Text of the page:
- The Washington Times - Sunday, September 29, 2002

By Paul Gottfried
University of Missouri Press, $24.95, 264 pages

Paul Gottfried is a professor of Humanities at Elizabethtown College in Pennsylvania. His political outlook is essentially conservative. His book, "After Liberalism," dealt with the supposed transmogrification of Western Democracy into what he calls the Managerial State, a kind of complicated conspiracy which involves the provision of administrative services in exchange for servitude.
In "Multiculturalism and the Politics of Guilt," Mr. Gottfried carried this thesis forward into what he called the "Managerial-Therapeutic state." Even more sinister, this involves not only government, but the media, who collaborate in a massive exercise in "sensitising" the populace to the values and culture of "victims" who have been oppressed by our Christian Protestant Civilization. The "sensitising" involves the instillation of guilt for past wrongs and, according to Mr. Gottfried, the effacing of our history and its replacement by a tabula rasa on which is written the terms of our own cultural and political extinction as a democracy.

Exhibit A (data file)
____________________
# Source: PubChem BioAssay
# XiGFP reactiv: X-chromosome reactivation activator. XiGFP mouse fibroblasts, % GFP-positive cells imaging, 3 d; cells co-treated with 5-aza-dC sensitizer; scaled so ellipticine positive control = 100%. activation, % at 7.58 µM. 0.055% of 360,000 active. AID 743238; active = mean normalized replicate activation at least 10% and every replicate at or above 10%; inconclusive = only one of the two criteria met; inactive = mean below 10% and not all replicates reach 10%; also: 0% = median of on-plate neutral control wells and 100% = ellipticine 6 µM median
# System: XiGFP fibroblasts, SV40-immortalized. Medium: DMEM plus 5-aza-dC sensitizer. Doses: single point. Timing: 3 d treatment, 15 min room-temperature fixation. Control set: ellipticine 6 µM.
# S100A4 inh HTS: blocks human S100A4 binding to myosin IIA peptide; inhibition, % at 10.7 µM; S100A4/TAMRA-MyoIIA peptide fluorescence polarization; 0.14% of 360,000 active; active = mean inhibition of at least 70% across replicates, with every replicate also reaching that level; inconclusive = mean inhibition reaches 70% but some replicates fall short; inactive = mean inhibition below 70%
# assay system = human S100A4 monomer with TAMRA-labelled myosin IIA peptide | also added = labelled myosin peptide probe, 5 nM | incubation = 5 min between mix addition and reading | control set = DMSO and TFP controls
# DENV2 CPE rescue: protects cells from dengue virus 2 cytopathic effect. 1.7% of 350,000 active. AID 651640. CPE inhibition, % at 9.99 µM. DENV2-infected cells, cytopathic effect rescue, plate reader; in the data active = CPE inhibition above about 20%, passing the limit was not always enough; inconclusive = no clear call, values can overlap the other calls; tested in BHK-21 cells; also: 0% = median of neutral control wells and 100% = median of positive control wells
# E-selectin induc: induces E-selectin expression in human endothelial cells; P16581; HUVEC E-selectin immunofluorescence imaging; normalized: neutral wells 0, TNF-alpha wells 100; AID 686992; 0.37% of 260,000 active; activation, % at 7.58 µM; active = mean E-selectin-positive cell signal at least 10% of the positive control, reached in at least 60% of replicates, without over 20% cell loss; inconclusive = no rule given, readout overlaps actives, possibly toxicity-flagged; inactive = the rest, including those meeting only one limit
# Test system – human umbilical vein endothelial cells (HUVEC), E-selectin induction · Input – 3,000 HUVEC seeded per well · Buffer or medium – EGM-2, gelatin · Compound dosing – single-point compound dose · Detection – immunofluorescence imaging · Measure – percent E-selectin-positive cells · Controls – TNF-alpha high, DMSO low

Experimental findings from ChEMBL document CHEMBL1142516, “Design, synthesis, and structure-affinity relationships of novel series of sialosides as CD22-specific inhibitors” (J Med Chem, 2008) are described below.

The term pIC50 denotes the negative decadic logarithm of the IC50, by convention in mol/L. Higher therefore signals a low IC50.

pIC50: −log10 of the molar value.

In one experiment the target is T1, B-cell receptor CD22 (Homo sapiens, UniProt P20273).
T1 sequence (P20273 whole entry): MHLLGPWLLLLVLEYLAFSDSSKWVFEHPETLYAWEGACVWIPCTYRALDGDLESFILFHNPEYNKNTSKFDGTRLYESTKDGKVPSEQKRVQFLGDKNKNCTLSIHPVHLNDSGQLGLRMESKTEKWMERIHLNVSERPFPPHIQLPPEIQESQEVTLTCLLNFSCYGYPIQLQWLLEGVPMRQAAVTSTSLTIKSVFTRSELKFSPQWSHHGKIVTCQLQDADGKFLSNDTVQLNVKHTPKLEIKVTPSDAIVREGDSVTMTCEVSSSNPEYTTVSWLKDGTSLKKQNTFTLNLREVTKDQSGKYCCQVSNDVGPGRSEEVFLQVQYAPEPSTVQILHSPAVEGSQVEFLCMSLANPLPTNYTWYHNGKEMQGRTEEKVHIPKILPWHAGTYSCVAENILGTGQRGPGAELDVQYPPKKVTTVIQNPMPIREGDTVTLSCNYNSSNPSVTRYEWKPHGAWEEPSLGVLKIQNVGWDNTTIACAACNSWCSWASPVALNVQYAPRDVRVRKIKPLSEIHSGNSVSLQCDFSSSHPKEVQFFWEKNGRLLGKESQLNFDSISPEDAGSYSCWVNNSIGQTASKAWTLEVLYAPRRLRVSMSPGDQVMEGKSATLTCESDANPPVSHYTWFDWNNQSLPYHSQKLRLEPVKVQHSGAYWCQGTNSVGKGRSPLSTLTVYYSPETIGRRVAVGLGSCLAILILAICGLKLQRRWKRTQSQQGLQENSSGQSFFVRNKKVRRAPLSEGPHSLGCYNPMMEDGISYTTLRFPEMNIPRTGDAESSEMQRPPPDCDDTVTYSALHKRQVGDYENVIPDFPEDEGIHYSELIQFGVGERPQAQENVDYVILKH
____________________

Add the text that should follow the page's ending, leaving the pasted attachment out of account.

Now there is no doubt that politically correct pressure groups do exist in the West, and that some of them do cherish such a goal. One thinks of the Black Muslims, the apostles of reverse discrimination, the (Black) neo-apartheid fringe groups which infest the Humanities Departments of Ivy League and other American Universities, and in the United Kingdom where I live the sedulous "multiculturalism" of elements in Tony Blair's New Labor government and the British Race Relations Industry. In Britain you can now be prosecuted, not just for committing a crime, but for what you think about your victim when you commit it if the victim supposes your thoughts are racist.